The power of London
Barry Cowan looks at a strong ATP World Tour Finals line-up and where the title will be won and lost.
Last Updated: 18/11/11 8:37am
The field is complete, the draw is mouth-watering and the start of this season's eagerly-awaited climax in London is nearly here.
After victories in Basel and Paris, defending champion Roger Federer has his swagger back in time for the ATP World Tour Finals but we'll only know just how good his chances are once everyone has had two or three games to prove their form and fitness.
Federer has not been as dominant in 2011 in years past - five years ago he would have been nailed on to win the Championships - but that's not to say he is a worse player. If anything, he has improved a little but World No 1 Novak Djokovic has raised the bar high enough to create doubt in his mind.
The Swiss still has titles in him - that much is clear - but he has lost some close matches after being found wanting at the key moments.
We all remember the incredible tennis he and Djokovic played in the US Open semi-finals but it was Federer who lost for a second successive year despite earning a couple of match points.
Don't forget he beat Kei Nishikori, in Switzerland, and Jo-Wilfried Tsonga, in France, to lift those titles not Rafael Nadal or Djokovic, which should strike a note of caution with fans.
It will be fascinating to see in the coming days whether he is able to play his best tennis on the biggest points.
Federer has been drawn in Group B along with Nadal, who he beat in last year's final.
Since then the Spaniard has admitted that his confidence has been knocked by losing some big matches against the World number one and that - as things stand - he doesn't feel he can beat Djokovic.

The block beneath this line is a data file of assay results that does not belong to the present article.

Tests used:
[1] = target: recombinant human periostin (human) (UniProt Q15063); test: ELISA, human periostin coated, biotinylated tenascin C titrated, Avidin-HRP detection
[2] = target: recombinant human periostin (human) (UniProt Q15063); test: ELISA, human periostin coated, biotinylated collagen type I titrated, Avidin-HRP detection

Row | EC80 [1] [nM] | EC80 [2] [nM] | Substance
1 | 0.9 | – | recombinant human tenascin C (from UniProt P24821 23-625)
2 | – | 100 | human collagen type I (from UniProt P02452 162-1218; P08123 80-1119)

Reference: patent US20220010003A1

Nadal arrives in London after a few weeks off and I'm sure is relieved to start against Mardy Fish than Tsonga - not because Fish is an easy touch, but because the American has had his own injury concerns of late.
For similar reasons, I'm sure Andy Murray would have preferred to play Djokovic first up because, as outstanding a year as the Serb has had, doubts persist about his shoulder problem.
The injury is a massive issue and I think he has been struggling for long periods with it. Think back, for example, to the final in New York when he was struggling in the third set and had to call the trainer.
Djokovic can't afford to become frustrated about his fitness, otherwise he runs the risk of getting caught cold; hopefully the break he's had since pulling out of the Paris Masters will do him some good and he'll at least get the chance to round off an outstanding season in style.
Murray - who has come on leaps and bounds over the last 12 months - has the chance to put his Paris Masters quarter-final defeat to Tomas Berdych behind him in the best possible way when he takes on David Ferrer on Monday.
These days Murray is far more comfortable playing aggressive tennis - the final set against Nadal in the Japan Open Final, when he lost just four points, was probably the best set of tennis I've seen him play.
The challenge, as Berdych found out in France, is to play like that throughout the tournament. After seeing off Murray, the Czech looked physically and mentally jaded when he came up against Federer.
That's not unusual after a long, bruising match towards the end of any tournament; coming back and reproducing it the day after is a tough ask.
Berdych and Tsonga represent the biggest threat to the top four players in the world - on their day they are a match for anyone.
But to win in London they will have to beat two of the top seeds - possibly three in a row - and I think that might be a step too far for them, both mentally and physically.
For that reason alone I can't see the winner coming out of the bottom four seeds.
Djokovic, as World No 1 and with three Grand Slam titles to his name, must start as favourite if he is near 100 per cent fit but Federer is the form player. He won it last year and will feel he can defend it.